Dr. Kesert further stated that a trauma to the head or back may alter the course of the disease from the benign to a more serious form. A trauma, he explained, can result in the constriction of the blood vessels and the occurrence of microscopic hemorrhages. The result is a "necrosis" or deadening of parts of the central nervous system. He stated that a bump to the head could be sufficient to cause an aggravation of the disease.

Dr. Kesert examined Robinson and concluded that she was suffering from the fulminating form of multiple sclerosis. Pursuant to a hypothetical question, Dr. Kesert stated that, in his opinion, "as a result of the trauma, [the] automobile accident could or might have [sic] an aggravation of the disease of multiple sclerosis."

The plaintiff's second expert was Dr. Leonard Arnold. Dr. Arnold was a graduate of the Chicago Medical School. Since 1947, when he was first licensed as a physician, he has practiced as a general practitioner, except for the period between 1952 and 1954 when he served with the Armed Forces. His service with the military included approximately 20 months of neurological work during which time he saw about 8 to 20 patients who were diagnosed as having multiple sclerosis. In addition, in the five years prior to trial, he saw 10 to 12 cases of multiple sclerosis.

Dr. Arnold testified that multiple sclerosis primarily attacks the white matter of the nervous system, particularly the covering of the nerve called the myelin sheath. The disease causes this sheath to disintegrate or to become "demyelinized." He also described the three courses which the disease normally follows and testified that trauma could produce an exacerbation of the symptoms. From his original examination of Robinson in July 1973, Dr. Arnold concluded that she was suffering from multiple sclerosis but he could not determine the type. Following a second examination, in February 1974, he believed she had the fulminating type. Through a hypothetical question, Dr. Arnold expressed his opinion that prior to the accident, the patient was suffering from a mild form of multiple sclerosis and that the trauma suffered during the accident aggravated the course of the disease into a more serious form.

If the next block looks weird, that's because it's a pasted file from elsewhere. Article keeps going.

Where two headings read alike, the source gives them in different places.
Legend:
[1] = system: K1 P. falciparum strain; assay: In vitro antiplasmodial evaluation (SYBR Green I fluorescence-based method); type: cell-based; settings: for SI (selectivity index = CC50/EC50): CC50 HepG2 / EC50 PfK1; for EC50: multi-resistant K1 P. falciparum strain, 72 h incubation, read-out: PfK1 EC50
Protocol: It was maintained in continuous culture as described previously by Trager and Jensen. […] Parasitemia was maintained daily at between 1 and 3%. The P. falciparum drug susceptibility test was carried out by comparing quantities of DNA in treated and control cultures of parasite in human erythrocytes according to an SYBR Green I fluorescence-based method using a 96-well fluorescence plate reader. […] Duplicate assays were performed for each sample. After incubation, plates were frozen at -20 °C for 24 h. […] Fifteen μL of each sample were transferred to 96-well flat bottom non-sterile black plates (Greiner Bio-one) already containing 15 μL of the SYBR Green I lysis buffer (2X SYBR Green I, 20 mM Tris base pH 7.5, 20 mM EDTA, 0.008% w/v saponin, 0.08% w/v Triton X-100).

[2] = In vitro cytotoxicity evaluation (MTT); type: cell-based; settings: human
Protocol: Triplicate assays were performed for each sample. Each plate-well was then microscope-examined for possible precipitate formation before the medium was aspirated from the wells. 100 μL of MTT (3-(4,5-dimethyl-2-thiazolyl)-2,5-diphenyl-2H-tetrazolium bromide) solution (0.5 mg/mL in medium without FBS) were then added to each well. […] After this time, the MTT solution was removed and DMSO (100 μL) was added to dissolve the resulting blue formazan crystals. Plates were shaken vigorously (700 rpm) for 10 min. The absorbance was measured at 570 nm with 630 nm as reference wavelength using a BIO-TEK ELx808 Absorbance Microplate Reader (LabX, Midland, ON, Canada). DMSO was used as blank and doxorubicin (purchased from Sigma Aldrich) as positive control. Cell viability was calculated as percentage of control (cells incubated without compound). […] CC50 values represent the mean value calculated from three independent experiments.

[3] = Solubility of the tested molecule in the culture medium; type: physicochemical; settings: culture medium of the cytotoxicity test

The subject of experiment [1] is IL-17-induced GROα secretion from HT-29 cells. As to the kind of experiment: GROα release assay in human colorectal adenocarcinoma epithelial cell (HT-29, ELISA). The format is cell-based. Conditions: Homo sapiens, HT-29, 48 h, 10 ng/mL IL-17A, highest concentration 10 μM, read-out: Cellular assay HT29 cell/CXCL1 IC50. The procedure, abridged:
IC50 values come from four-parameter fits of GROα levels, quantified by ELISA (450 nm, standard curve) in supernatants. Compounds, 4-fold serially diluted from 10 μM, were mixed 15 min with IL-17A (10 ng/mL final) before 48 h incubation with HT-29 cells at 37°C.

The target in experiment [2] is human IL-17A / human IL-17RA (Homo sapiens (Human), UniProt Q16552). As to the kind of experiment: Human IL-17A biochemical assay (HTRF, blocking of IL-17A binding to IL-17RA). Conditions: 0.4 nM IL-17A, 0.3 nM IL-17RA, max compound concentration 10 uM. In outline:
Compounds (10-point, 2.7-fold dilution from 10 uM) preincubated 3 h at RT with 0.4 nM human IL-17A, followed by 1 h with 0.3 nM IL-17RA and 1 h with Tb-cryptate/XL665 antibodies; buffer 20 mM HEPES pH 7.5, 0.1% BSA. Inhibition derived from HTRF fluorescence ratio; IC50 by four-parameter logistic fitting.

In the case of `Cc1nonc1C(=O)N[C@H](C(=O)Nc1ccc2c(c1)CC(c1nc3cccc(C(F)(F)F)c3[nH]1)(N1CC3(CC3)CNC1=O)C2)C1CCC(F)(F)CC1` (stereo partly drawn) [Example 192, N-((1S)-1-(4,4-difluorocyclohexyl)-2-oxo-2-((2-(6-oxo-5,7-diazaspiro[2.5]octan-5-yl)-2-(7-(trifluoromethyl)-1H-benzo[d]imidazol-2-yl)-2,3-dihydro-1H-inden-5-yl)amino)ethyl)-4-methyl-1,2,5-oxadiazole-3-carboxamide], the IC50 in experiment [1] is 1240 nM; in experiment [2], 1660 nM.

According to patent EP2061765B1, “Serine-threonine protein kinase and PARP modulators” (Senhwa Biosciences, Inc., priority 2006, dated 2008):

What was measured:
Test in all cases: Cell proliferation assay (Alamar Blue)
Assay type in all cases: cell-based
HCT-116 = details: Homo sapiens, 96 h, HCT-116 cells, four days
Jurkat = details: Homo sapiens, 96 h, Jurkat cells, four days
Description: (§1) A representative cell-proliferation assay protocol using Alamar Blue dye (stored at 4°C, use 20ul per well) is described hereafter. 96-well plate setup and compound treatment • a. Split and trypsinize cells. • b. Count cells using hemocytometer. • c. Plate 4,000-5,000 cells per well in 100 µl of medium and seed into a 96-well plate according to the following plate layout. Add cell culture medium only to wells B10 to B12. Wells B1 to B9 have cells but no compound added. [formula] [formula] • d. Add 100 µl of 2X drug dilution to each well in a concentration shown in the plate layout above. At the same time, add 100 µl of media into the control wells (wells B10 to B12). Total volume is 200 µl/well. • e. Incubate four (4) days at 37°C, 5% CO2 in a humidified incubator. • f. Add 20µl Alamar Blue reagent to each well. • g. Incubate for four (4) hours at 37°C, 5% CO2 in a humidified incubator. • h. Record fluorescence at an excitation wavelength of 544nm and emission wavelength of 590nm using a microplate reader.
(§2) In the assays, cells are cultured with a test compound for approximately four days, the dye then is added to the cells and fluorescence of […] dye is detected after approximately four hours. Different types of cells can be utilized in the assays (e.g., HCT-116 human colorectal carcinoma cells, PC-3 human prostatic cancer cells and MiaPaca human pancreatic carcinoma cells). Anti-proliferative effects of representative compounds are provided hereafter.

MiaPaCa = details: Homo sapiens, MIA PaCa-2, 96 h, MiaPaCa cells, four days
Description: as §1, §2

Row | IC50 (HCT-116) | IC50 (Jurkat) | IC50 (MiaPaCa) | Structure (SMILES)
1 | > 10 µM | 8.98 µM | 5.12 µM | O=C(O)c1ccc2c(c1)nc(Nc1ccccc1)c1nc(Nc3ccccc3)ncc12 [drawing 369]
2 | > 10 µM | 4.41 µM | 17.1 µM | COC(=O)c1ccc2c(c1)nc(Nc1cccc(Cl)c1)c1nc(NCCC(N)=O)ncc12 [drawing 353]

On cross-examination, Dr. Arnold testified that Robinson had been involved in "accidents" prior to January 22, 1970, including one in which she had suffered a broken clavicle. He recalled that this accident occurred when she was a child. Defense counsel then handed him the hospital records from August 1970, which contained a recitation of Robinson's medical history. Dr. Arnold testified that this history indicated that the clavicular fracture occurred "three years prior to that admission [in 1970]." On redirect examination, Dr. Arnold indicated that he could not tell whether the entry into the hospital records read "three years of age" or "three years ago" and reiterated his belief that she broke her clavicle when she was a child.

Dr. Alex Arieff testified for the defendants. Dr. Arieff graduated from Northwestern University Medical School in 1932. He took post-graduate training in neurology and psychiatry and is a certified specialist in both areas. At the time of trial he was professor of neurology at Northwestern.

Dr. Arieff gave a description of the nature of multiple sclerosis similar to that provided by the plaintiff's witnesses. However, he stated that there is no evidence that trauma can exacerbate the disease. He testified that severe injury to the central nervous system could produce an aggravation of the symptoms of the disease, but that any such injury would be immediately apparent to an examining physician following the trauma. Pursuant to a hypothetical question, he stated ...